Thursday, October 29, 2009
Today's Chronicle of Philanthropy reports that "[b]ruised by the deepest recession in decades, the nation's most-successful fund-raising organizations anticipate that giving will decline this year by a median of 9 percent." The Chronicle's conclusion is based on a survey it conducted to determine the 400 organizations that raise the most money from private sources.
The findings reveal that the fund-raising outlook for those organizations in 2010 is gloomy. In fact,
Nonprofit officials say they are hopeful that the stock market's climb will prompt donors to give more, but they fear that foundations and corporations might cut back further. For the most part, they are setting their budgets conservatively, often hoping to raise just 1 or 2 percent more than they did in 2009.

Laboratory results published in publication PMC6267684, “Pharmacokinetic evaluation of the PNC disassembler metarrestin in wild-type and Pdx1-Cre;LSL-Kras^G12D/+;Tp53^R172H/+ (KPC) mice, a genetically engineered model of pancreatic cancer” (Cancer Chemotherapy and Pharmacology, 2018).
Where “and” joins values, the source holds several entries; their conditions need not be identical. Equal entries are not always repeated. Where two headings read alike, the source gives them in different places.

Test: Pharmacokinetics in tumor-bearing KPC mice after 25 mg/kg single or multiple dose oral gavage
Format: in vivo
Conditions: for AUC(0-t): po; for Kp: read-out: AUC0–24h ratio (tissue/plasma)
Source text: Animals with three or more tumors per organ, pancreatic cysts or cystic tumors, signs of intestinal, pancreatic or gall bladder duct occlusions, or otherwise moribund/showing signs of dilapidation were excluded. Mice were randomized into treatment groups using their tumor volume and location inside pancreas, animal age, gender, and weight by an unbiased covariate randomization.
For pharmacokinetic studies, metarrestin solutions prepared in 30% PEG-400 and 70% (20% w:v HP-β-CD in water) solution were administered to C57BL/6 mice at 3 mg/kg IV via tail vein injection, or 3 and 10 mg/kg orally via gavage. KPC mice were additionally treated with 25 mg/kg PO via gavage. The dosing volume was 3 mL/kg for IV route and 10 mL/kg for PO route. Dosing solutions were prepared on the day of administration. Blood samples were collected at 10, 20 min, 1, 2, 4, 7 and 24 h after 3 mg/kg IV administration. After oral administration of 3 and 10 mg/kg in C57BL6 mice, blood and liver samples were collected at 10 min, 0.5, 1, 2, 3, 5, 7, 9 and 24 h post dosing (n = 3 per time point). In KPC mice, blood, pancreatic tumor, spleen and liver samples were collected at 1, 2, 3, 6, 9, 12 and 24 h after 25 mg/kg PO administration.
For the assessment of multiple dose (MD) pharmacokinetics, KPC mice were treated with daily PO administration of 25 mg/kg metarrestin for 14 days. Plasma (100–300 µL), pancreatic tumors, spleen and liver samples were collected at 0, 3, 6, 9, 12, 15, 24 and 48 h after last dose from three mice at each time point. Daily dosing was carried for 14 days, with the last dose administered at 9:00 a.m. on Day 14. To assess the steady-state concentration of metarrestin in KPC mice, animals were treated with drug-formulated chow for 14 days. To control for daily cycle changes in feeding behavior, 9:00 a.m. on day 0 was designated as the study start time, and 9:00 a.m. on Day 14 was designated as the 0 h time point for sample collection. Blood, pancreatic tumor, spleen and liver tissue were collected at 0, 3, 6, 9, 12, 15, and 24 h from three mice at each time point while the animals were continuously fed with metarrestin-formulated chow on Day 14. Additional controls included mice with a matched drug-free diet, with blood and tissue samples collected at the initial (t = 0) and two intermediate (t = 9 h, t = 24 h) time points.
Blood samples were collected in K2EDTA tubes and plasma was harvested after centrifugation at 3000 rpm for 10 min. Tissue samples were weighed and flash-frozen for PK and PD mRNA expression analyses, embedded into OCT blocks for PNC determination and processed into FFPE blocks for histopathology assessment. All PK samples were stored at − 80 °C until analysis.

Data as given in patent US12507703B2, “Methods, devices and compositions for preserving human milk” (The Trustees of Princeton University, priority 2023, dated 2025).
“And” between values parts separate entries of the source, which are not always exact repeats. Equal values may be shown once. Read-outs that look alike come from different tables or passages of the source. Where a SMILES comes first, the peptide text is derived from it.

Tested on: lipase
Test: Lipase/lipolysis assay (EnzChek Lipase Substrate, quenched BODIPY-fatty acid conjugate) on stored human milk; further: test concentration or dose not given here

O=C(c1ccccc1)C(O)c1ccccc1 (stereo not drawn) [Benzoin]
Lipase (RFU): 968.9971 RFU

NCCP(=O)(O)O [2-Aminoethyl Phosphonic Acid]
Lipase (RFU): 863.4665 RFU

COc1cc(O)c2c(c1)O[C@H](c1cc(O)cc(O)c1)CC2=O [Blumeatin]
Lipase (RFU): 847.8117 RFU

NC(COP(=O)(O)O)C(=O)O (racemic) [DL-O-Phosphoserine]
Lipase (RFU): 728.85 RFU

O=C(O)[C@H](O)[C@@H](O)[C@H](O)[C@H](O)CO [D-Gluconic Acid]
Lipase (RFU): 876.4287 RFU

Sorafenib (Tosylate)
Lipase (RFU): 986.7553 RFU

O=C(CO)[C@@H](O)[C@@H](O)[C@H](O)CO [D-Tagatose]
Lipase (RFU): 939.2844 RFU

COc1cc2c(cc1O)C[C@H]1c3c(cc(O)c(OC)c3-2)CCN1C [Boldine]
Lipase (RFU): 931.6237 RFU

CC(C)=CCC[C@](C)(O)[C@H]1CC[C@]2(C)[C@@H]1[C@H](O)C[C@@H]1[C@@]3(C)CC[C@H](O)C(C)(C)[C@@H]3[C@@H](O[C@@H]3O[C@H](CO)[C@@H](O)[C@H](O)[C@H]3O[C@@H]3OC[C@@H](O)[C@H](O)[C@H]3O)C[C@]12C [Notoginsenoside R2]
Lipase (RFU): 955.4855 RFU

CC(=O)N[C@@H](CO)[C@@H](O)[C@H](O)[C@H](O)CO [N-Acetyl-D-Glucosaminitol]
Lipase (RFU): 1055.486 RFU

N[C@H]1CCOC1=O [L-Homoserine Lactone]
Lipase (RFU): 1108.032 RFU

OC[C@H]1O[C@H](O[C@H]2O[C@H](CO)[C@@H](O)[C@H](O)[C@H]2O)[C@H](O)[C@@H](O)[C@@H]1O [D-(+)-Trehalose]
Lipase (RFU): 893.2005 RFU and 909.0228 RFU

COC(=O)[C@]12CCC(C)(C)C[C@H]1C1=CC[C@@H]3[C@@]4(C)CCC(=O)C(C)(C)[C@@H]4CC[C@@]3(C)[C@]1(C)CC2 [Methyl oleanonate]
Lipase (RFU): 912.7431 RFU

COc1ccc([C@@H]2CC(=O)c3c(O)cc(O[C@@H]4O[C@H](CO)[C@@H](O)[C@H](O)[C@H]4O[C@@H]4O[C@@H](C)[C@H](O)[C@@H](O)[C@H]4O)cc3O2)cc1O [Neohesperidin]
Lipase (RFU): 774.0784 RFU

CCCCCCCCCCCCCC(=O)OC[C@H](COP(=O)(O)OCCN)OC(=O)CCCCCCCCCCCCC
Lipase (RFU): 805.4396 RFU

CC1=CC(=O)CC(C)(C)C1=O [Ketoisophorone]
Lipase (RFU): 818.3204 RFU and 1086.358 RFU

These developments haveforced nonprofits to create new methods of fund-raising. According to the Chronicle,
... the push to be more aggressive in seeking donations continues. Colleges and other nonprofit organizations are stepping up their efforts to solicit individuals, trying to explain more clearly why they need money, focusing on donors who have stopped giving, experimenting with new methods of online fund raising, and putting more time and effort into securing planned gifts.
Charities are also reorganizing their fund-raising departments, sometimes because they have been forced to lay off employees. They are encouraging fund raisers to share responsibilities and work more closely with people in different departments.
Smaller charities are more badly hit than larger ones. Yet, the picture for big groups is still grim:
For only the third year in the survey's 19-year history, the minimum amount to qualify for The Chronicle's list dropped, to $47.6-million from $51.5-million in 2007, adjusted for inflation.